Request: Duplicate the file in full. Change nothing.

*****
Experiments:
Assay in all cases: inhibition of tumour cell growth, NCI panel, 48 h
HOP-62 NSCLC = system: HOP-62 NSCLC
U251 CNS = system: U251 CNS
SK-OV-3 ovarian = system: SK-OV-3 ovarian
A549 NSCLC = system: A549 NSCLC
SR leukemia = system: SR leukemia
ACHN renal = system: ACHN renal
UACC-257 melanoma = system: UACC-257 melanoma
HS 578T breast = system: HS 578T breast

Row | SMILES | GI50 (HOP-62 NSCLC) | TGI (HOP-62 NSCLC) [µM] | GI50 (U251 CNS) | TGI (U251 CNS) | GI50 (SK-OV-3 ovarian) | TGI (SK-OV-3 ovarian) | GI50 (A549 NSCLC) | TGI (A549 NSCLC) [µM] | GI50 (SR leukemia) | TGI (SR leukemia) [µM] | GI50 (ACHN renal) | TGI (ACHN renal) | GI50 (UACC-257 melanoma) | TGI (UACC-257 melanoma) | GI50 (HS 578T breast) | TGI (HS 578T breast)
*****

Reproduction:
Experiments:
Assay in all cases: inhibition of tumour cell growth, NCI panel, 48 h
HOP-62 NSCLC = system: HOP-62 NSCLC
U251 CNS = system: U251 CNS
SK-OV-3 ovarian = system: SK-OV-3 ovarian
A549 NSCLC = system: A549 NSCLC
SR leukemia = system: SR leukemia
ACHN renal = system: ACHN renal
UACC-257 melanoma = system: UACC-257 melanoma
HS 578T breast = system: HS 578T breast

Row | SMILES | GI50 (HOP-62 NSCLC) | TGI (HOP-62 NSCLC) [µM] | GI50 (U251 CNS) | TGI (U251 CNS) | GI50 (SK-OV-3 ovarian) | TGI (SK-OV-3 ovarian) | GI50 (A549 NSCLC) | TGI (A549 NSCLC) [µM] | GI50 (SR leukemia) | TGI (SR leukemia) [µM] | GI50 (ACHN renal) | TGI (ACHN renal) | GI50 (UACC-257 melanoma) | TGI (UACC-257 melanoma) | GI50 (HS 578T breast) | TGI (HS 578T breast)